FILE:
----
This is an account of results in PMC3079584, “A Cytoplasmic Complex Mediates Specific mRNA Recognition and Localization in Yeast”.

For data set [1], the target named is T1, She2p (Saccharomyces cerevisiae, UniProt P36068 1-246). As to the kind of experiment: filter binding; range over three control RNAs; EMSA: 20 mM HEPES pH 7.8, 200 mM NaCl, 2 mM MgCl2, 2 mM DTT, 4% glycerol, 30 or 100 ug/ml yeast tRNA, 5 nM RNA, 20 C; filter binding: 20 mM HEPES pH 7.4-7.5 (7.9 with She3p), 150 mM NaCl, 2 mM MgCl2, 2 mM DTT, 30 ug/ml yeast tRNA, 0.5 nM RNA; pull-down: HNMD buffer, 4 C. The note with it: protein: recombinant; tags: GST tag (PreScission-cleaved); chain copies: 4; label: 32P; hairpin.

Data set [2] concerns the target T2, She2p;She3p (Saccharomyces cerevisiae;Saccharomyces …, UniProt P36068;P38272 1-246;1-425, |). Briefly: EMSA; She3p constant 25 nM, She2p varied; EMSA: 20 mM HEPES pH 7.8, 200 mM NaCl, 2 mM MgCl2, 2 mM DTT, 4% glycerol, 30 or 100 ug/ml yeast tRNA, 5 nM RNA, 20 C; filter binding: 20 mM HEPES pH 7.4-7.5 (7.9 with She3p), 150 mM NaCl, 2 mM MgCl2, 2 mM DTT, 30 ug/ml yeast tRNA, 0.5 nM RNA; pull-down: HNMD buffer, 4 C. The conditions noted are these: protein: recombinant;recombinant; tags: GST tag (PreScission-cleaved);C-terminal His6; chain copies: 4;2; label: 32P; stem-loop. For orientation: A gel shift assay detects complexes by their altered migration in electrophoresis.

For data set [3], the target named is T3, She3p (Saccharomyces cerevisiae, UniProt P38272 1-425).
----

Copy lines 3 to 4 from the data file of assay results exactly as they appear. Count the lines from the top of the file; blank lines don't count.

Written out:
Data set [2] concerns the target T2, She2p;She3p (Saccharomyces cerevisiae;Saccharomyces …, UniProt P36068;P38272 1-246;1-425, |). Briefly: EMSA; She3p constant 25 nM, She2p varied; EMSA: 20 mM HEPES pH 7.8, 200 mM NaCl, 2 mM MgCl2, 2 mM DTT, 4% glycerol, 30 or 100 ug/ml yeast tRNA, 5 nM RNA, 20 C; filter binding: 20 mM HEPES pH 7.4-7.5 (7.9 with She3p), 150 mM NaCl, 2 mM MgCl2, 2 mM DTT, 30 ug/ml yeast tRNA, 0.5 nM RNA; pull-down: HNMD buffer, 4 C. The conditions noted are these: protein: recombinant;recombinant; tags: GST tag (PreScission-cleaved);C-terminal His6; chain copies: 4;2; label: 32P; stem-loop. For orientation: A gel shift assay detects complexes by their altered migration in electrophoresis.

For data set [3], the target named is T3, She3p (Saccharomyces cerevisiae, UniProt P38272 1-425).